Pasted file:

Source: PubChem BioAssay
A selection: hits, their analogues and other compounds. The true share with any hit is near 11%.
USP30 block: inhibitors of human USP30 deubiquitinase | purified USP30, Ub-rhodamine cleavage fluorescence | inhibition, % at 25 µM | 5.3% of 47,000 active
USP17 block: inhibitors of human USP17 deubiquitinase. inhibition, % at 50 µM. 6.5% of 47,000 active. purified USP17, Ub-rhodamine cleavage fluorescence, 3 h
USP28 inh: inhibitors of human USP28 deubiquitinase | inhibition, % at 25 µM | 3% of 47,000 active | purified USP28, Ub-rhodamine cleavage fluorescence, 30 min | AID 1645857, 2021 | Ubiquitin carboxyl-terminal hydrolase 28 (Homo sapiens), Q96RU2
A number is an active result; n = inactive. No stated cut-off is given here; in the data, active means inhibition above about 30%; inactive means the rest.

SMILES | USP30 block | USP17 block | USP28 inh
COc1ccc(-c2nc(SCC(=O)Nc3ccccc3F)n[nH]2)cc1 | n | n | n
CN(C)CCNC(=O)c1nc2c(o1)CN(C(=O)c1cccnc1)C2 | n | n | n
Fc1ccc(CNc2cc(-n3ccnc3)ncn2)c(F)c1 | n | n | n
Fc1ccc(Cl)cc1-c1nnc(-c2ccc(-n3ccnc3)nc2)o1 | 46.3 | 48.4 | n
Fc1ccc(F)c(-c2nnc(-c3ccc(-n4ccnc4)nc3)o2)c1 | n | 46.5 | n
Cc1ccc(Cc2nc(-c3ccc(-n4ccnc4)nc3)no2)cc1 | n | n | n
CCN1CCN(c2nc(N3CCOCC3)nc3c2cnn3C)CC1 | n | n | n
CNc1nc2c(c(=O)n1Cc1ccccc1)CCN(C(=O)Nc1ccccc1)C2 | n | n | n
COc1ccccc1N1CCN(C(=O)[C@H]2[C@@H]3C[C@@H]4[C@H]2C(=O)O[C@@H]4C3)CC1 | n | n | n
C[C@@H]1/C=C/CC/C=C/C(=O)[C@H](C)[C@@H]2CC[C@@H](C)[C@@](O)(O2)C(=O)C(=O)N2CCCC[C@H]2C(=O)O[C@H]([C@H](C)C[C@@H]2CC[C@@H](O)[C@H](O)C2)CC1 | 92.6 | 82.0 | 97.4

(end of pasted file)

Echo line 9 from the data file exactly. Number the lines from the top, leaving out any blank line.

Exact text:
CN(C)CCNC(=O)c1nc2c(o1)CN(C(=O)c1cccnc1)C2 | n | n | n